I hate thinking about race. When I look in the mirror I don’t see myself as a white man. I see Jeremy Cummings.
Our society conditions us to see each other through a racial lens, though. Someone is always black, asian, indian, arab, latino etc. before they are a human individual.
When I walk down the street people see a white man. A white man with tattoos and blue hair, but still a white man. In this country that was built on dehumanizing black people for white people’s economic benefit, my white skin lets me walk more streets and climb more staircases than my black and brown neighbors. Even if I don’t see myself as a white man, I have to accept that that’s what I am in this society.
I know that race is a highly-developed social construct, and I wish it didn’t have such a vice grip on our past and future. The fact is, though, that we’ve internalized concepts about race to the point that people are willing to go to exceptional lengths to maintain what they believe is the proper status quo among races.
I read Ta-Nehisi Coates’ essay about “The First White President” last week.
It was painful to read. Any piece of writing that explains white supremacy’s place in our culture this eloquently is difficult for me to face.
Barack Obama, despite exemplifying the same flaws that come with any high-ranking democratic politician, was a model citizen and an inspiring leader.
He was also black.
His blackness was reason enough for an irrational resistance campaign that politicized even the smallest actions, even when they were actions that had previously been supported or proposed by republicans. It was no longer about serving the country.
Between 2008 and 2016, the republican party’s only success was defining itself as the party against Obama. Their explicit primary goal was to hamstring any legitimate effort by Obama to help people — even their constituents.
Leigons of white people couldn’t believe a black man would do anything to help them. Maybe because they would never do anything to help a back person and compassion for anyone outside of their perceived race is an entirely foreign concept to them. Maybe because of the intense propaganda campaigns undertaken by the GOP to paint even Obama’s tamest policies as socialist. Maybe because Cheeto Puff used his public platform back in ’08 to start the most destructive racist conspiracy of our time.
Race was a defining factor, if not the defining factor in this most recent election. Racism is irrational, so it makes sense that it would lead people to make an irrational decision like electing a provably unqualified and generally repulsive man to one of the most important positions in the world.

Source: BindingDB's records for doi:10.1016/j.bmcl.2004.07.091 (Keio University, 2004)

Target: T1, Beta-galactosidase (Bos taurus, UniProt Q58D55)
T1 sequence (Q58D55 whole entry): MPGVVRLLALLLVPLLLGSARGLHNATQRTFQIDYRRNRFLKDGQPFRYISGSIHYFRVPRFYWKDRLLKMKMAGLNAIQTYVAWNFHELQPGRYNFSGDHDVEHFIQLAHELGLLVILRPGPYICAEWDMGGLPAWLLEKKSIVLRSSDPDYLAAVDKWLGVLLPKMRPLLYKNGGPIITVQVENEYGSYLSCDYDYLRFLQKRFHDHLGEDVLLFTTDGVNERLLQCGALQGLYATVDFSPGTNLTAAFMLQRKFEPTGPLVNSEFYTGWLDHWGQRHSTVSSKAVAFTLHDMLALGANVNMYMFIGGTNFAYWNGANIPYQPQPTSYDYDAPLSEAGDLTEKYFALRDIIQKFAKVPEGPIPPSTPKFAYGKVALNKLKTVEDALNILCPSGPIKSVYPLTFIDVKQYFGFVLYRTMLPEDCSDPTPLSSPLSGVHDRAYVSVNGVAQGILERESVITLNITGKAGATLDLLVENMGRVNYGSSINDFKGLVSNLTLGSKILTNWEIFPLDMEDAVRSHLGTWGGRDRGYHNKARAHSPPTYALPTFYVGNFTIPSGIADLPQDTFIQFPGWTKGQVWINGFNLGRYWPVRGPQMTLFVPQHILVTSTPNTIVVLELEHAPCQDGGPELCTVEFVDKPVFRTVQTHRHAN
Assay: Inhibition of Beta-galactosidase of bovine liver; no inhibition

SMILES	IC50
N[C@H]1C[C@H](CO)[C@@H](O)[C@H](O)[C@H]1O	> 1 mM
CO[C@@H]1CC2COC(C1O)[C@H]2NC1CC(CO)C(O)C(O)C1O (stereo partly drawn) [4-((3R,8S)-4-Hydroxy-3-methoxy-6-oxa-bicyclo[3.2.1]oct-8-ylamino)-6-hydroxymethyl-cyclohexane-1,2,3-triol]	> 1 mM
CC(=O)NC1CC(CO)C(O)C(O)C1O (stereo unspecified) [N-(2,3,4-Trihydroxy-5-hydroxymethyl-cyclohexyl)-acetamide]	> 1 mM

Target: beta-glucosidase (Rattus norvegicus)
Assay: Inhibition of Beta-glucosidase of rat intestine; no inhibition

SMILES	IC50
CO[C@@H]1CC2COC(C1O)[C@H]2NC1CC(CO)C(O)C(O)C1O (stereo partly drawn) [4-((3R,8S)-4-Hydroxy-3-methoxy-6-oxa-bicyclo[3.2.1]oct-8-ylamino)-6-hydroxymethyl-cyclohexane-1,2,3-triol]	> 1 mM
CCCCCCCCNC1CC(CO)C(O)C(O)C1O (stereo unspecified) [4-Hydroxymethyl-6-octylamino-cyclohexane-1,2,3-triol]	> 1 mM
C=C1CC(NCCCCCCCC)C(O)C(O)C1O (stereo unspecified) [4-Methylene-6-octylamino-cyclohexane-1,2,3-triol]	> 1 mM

I’m hesitant to make such a claim, half because I want to be a responsible amateur sociologist and making avoid claims for which I haven’t done proper research and half because I’m still afraid to acknowledge the cultural destruction that white supremacy, blatant or subtle, continues to wreak on our country.
In this age a PR and propaganda, everything vile is hidden under layers of polish, glittery talking points, and complex multimedia smokescreens. White supremacy just has to put on a suit and get a more trendy haircut for it to be respected as a legitimate view by the entire mainstream media, and as a result, most of mainstream culture.
If we begin to tolerate this watered-down version of white supremacy, then we’ll soon find ourselves tolerating the real thing. Or I’ll find myself in the camps alongside all the minorities because I used my first amendment rights to criticize the fascists poisoning our country.
True, not everyone who voted for Trump is a racist, but not everyone who voted for Hitler was a nazi.
But racism is here because it’s always been here. Toxins like that take centuries to filter out of our culture.
Even if you don’t realize it, your racist grandpa’s words and actions are a part of you. We cannot separate ourselves from history.
My family went on a trip to Houston last december to visit some relatives on my mom’s side who I’d never met before. Mom warned me before we went in that some of her cousins would probably say some racist stuff.
It’s in my family. Its part of my history. I have to wonder if any of my ancestors owned slaves or voted for Jim Crow.
I don’t have an answer to this terrifying trend of white supremacy and fascism rearing its head again. I think acknowledging the problem is a good place to start, though.